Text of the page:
What Doesn't Kill You Brian Goodman

What Doesn't Kill You Brian Goodman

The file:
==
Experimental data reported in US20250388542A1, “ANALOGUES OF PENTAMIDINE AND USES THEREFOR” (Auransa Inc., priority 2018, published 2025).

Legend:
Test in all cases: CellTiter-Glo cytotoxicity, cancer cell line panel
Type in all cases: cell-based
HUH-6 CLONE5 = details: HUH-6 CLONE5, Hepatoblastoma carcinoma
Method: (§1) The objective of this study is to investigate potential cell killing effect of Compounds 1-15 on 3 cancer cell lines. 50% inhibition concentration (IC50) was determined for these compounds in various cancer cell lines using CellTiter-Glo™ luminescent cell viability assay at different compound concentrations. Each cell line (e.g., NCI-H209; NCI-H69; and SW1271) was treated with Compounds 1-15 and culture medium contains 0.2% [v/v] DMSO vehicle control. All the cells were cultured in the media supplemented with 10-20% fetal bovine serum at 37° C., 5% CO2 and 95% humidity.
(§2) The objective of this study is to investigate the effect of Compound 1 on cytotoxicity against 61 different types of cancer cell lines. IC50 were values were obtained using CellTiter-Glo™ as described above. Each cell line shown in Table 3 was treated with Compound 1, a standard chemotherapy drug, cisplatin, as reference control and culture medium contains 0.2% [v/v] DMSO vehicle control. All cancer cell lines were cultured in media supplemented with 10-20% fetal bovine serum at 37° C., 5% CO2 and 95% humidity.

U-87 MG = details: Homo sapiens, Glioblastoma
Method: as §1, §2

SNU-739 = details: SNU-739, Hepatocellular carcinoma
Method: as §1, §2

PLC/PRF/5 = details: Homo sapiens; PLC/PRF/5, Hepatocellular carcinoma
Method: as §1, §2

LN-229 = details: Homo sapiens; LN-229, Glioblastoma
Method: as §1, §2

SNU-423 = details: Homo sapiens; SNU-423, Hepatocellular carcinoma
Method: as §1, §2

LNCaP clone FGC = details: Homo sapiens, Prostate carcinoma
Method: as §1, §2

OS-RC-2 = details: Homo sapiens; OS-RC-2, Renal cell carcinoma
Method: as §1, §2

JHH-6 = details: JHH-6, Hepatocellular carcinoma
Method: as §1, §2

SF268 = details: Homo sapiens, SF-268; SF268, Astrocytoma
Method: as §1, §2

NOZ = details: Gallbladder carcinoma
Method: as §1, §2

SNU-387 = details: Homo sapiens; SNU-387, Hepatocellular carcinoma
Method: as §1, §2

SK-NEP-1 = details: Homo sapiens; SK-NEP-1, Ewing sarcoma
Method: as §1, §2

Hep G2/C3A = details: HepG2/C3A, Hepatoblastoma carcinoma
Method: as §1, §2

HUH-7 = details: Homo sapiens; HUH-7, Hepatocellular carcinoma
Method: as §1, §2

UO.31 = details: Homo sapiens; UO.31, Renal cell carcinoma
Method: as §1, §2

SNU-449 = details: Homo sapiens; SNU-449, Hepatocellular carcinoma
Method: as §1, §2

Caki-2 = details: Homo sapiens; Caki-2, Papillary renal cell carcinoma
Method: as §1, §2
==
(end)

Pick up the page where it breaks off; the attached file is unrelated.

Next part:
From a structural and directorial perspective, What Doesn't Kill You doesn't make a great deal of sense, opening with an impending final criminal act, citing social, morality-based decision-making as the pedagogical statement, but then manoeuvring around the demands of parental loyalty, learned systemic behaviour and cyclic thinking without a great deal of focus. Awkwardly rushing through childhood events in an effort to provide context, the film offers an autobiographical look at writer/director Brian Goodman's criminal past, with Mark Ruffalo playing Brian (Reilly) and Ethan Hawke playing his cockier, less morally concerned buddy Paulie. The pair make ends meet through petty thievery and performing various tasks for baddie head-honcho Pat (Brian Goodman), while Brian's wife (Amanda Peet) occasionally bitches him out for being a drug-addicted criminal. Years pass, prison sentences are served and our protagonist struggles with the demands of living a straight life when there's easy money around every corner. It's an actor's movie for sure, giving Ruffalo some solid material to work with, but is too familiar, perfunctory and sloppy to warrant any kind of interest as an actual film. There are moments that work, mainly those with Ruffalo struggling with his paternal role, but mostly the movie feels acted, hammy, strained and far too deliberately "edgy." In both the commentary with writers Brian Goodman and Donnie Wahlberg and the "Makes You Stronger" featurette there's mention of the original draft of the script being written on cheap notepads and cocktail napkins by a recently emancipated Goodman, which, sadly, is fairly obvious when watching the film. The thing is, when listening to the commentary and watching this DVD supplement, the passion for the project is evident, which makes it that much more disappointing that the film isn't particularly good. Many deleted and alternate scenes are included as well, mostly to the tune of Hawke overacting (E1)